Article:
French authorities are questioning the National Front leader's bodyguard and chief of staff over allegations they were illegally paid using EU funds. Le Pen has dismissed the investigation as a vendetta against her.
Two key aides to Marine Le Pen, the far-right candidate for the French presidency, were taken into police custody on Wednesday as part of an investigation into whether her National Front (FN) party misused European Union funds.
Le Pen's bodyguard, Thierry Legier, and her chief of staff, Catherine Griset, were detained and held for questioning over allegations their salaries were paid using EU parliamentary funds. Soon after, French news agencies, citing judicial sources, reported that Griset's case had progressed to the next stage - namely a formal investigation after a judge decided that one was warranted.
Le Pen is a member of the European Parliament, but as FN leader and presidential candidate, she also employs staff members whose roles are mainly or entirely connected to domestic politics.
The EU's anti-fraud office has said the European Parliament paid some 41,554 euros ($44,000) towards a contract for Legier after Le Pen submitted a "fictional" work contract presenting him as an assistant.
Griset was also alleged to have been paid using EU money, although she was living near Paris and working on behalf of the party back in France rather than in the European assembly.
Le Pen has denied any wrongdoing and maintains that the investigations are a politically motivated vendetta. Her lawyer, Marcel Ceccaldi, described the move as a "manipulation" designed to destabilize her campaign less than two months before the first-round voting in the presidential election.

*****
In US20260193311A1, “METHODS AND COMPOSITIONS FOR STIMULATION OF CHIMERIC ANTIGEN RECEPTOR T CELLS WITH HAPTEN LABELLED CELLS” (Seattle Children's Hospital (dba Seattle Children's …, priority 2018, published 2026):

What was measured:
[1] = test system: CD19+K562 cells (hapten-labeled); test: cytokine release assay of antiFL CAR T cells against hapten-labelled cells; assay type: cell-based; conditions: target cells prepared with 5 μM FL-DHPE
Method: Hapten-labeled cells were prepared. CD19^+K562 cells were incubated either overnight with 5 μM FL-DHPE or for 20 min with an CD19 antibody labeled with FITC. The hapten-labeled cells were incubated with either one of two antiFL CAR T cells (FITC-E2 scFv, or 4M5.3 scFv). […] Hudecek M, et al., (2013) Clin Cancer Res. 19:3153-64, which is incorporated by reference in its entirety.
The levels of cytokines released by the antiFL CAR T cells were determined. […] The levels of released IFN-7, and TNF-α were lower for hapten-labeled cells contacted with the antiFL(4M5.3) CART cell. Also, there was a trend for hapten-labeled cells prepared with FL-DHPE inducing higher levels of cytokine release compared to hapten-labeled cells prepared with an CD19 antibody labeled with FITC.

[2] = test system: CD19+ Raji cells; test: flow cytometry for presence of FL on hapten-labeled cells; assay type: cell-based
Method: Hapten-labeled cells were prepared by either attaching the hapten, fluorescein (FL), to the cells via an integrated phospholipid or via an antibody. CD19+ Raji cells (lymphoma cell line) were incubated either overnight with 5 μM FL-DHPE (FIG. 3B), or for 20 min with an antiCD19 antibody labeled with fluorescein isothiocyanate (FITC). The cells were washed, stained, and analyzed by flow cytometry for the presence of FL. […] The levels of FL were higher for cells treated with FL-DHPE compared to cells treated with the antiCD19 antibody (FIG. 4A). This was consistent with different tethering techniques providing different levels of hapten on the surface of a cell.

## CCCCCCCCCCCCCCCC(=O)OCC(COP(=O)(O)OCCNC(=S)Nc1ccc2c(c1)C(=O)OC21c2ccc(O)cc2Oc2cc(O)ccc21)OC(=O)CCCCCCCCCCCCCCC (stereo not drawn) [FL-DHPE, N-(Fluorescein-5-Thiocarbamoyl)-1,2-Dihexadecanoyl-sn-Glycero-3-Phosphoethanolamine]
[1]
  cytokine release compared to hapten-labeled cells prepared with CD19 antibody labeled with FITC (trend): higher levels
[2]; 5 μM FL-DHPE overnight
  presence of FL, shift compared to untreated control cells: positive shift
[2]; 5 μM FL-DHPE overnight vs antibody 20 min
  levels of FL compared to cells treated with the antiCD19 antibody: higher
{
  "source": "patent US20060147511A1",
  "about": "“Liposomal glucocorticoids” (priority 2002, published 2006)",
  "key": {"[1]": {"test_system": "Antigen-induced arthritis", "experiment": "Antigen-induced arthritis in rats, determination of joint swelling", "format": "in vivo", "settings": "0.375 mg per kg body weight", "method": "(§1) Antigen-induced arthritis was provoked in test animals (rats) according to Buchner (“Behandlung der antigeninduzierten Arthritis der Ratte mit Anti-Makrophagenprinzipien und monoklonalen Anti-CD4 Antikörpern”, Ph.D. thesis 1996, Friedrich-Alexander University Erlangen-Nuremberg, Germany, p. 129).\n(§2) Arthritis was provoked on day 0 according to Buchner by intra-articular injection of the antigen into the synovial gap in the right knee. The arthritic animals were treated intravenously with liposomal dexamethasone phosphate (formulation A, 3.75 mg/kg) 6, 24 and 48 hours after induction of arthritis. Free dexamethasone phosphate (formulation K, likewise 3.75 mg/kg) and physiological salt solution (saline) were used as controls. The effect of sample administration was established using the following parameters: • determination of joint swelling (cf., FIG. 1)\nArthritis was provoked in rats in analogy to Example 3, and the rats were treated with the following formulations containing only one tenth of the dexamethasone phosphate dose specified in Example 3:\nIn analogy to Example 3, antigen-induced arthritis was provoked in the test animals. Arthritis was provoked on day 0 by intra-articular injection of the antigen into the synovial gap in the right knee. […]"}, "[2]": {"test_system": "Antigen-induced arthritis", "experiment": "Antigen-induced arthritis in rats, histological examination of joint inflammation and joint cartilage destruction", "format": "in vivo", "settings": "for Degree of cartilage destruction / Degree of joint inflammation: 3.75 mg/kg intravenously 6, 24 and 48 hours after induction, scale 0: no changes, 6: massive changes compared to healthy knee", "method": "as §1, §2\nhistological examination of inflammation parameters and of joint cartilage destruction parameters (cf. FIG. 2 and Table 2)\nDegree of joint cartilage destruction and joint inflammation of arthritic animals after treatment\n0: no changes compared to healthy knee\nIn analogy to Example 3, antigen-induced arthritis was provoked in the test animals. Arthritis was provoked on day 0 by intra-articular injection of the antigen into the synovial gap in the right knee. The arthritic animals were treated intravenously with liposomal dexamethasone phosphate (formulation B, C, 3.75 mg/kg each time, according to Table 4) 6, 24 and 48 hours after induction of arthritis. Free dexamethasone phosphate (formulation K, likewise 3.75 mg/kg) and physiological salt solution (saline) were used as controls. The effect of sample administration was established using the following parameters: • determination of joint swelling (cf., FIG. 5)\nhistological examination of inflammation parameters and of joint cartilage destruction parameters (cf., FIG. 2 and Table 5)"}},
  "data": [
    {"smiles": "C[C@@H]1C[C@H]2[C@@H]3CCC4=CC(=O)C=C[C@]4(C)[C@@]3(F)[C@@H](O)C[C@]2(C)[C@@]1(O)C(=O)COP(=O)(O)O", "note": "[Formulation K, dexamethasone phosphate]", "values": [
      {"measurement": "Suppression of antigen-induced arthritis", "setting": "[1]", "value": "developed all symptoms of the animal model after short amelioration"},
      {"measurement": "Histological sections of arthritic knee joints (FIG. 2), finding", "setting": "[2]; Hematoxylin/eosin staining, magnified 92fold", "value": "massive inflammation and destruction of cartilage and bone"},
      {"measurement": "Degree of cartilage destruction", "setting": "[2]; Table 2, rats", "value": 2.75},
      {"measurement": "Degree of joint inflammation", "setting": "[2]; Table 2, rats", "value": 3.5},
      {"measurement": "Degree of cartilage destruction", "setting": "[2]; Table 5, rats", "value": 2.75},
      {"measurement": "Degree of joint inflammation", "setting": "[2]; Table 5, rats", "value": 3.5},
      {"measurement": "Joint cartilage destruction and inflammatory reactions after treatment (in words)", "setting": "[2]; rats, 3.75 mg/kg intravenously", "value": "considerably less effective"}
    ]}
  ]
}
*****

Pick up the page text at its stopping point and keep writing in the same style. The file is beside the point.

"The French can tell the difference between genuine scandals and political dirty-tricks," Le Pen told reporters.
The European Parliament has previously accused the FN's leader of paying party staff with EU funds during the 2011-2012 legislature, saying that she defrauded it of nearly 340,000 euros. Le Pen has also denied any wrongdoing in this instance, citing an accounting adjustment. Her refusal so far to reimburse the money has led the European Parliament to begin docking her MEP's salary of 16,000 euros per month.
An election engulfed by corruption
Le Pen has been consistently tipped to win the first round of the two-round of the French presidential election race on April 23, but is widely expected to lose the second round ballot on May 7 - either to conservative candidate Francois Fillon or independent centrist Emmanuel Macron, the other candidates that appear most likely to make the head-to-head run-off.
The graft case has landed Le Pen in the spotlight alongside Fillon, who himself is also under investigation over claims he used public funds to pay his wife for years as his assistant although she allegedly never carried out any work.
Fillon's poll ratings plummeted as a result but have since steadied. A poll published for broadcaster BFMTV and L'Express magazine on Tuesday showed the conservative candidate to be more or less neck-and-neck with Macron.
dm/msh (AFP, Reuters, dpa)